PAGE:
Bringing a 60s Dulwich house back to life

Midcentury homes can be uninviting from the outside, but they’re wonderful spaces within. Kate Jacobs takes a tour of Francesca Forcolini’s light-filled south London home

People sometimes dream of buying a house that they remember fondly from childhood, few of us end up living in one that we used to hate. But that’s exactly what Francesca Forcolini, the woman behind hip street-fashion label, Labour of Love, has done. She grew up in a 20s mock-Tudor house in Dulwich in southeast London, and remembers feeling sorry for her friend who lived up the road on this quiet cul-de-sac of late-60s bungalows. “I used to think: ‘Poor girl, those houses are so ugly!’”

However tastes change and, over the years, Forcolini has revised her views. “Sixties and 70s homes aren’t always much to look at, but inside they are lovely, light, rational spaces,” she enthuses. It also helps that her partner, Barry Menmuir, with whom she has daughters Anouk, eight, and Ray, five, specialises in renovating midcentury properties.

Hidden assets: the view of the house from the front.
Hidden assets: the view of the house from the front. Photograph: Rachael Smith/Observer

When Menmuir found this house – unassuming from the front but Tardis-like within – Forcolini came to view it with an open mind. That was just as well because the place had been languishing on the market for two years and was rotting away with condensation. “But there was plenty of light, the spaces were great and I thought we could make them even better and turn an ugly duckling into a bit of a swan,” she explains. The cost of the work involved had proved prohibitive for most potential buyers.

It needed a specialist like Menmuir who was able to do the bulk of the renovation himself. He gutted the place and rebuilt it from the floor up, adding insulation and underfloor heating. They also extended the back of the house, transforming a fourth box bedroom into a generous office and creating a much bigger living room. Menmuir cleverly matched the original African mahogany ceiling here with a new cedar section and added a wall of slide-back windows and a poured concrete floor that extends out into the garden, both of which increase the sense of space.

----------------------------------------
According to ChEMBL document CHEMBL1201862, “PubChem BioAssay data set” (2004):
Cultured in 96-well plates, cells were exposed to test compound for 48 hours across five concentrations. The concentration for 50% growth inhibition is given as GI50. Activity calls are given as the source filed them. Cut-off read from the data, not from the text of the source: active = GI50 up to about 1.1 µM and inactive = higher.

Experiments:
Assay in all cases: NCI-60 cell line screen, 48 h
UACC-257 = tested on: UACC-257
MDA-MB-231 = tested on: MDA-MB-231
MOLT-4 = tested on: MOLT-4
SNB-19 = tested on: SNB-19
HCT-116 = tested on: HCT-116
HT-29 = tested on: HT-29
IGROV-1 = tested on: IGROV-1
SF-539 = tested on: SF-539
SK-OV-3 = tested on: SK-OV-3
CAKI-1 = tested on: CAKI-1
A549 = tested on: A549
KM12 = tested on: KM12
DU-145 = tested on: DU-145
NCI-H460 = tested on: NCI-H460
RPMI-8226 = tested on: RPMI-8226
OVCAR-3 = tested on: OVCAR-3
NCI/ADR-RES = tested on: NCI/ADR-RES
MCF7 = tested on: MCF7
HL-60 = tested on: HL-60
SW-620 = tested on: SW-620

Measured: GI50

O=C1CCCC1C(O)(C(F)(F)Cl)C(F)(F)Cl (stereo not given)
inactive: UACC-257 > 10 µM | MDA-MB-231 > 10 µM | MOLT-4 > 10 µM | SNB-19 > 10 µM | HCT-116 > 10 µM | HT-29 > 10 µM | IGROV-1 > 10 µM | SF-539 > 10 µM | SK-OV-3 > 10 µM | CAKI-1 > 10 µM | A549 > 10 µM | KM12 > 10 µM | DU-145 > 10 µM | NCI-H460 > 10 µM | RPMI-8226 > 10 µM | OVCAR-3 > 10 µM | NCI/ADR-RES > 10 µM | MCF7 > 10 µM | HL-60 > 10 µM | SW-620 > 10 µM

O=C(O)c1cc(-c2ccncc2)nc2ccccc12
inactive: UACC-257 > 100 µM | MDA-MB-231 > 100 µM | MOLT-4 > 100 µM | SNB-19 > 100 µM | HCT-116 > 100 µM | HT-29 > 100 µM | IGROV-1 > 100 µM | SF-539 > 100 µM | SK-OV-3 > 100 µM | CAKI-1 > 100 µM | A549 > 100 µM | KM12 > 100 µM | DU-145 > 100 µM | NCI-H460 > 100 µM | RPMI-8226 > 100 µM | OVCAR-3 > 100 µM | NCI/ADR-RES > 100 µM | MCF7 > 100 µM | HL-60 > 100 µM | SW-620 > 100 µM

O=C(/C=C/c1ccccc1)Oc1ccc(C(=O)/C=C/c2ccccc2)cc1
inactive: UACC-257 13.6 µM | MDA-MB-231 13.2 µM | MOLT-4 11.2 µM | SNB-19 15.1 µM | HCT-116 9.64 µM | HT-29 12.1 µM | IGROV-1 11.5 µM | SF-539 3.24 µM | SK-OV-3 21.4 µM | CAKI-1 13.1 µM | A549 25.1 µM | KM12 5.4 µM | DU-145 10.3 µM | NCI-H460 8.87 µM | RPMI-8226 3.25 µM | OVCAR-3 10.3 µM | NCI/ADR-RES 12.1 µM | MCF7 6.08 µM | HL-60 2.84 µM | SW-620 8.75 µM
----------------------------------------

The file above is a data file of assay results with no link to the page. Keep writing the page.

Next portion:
Come dine with us: the kitchen and dining area, with veneered plywood cabinets.
Come dine with us: the kitchen and dining area, with veneered plywood cabinets. Photograph: Rachael Smith/Observer

Meanwhile, at the front of the house, they extended into an unused courtyard to create a light-filled dining area in the once small kitchen. This opens via sliding doors on to the green and peaceful entrance courtyard. The finished house was painted white throughout. “I like to create a space that’s like a container for what you put inside,” explains Forcolini. “The colour and interest come from the furniture, art and objects that are put into it.”

Menmuir built many of the pieces himself, including the living-room shelves and storage and the oak-veneered plywood kitchen cabinets. Forcolini, who is the designer behind fashion label Labour of Love, is lucky to come from a family of design aficionados. The yellow kitchen chairs and a blue Wink easy chair came from her family home, while an Eames recliner and ottoman were once her Italian great-grandfather’s. “The modernist look has become quite mass-produced and can be a little impersonal and cold. I love to mix it with crafts, colour and print to warm it up.”

Through the looking glass: Francesca Forcolini and a view of the garden.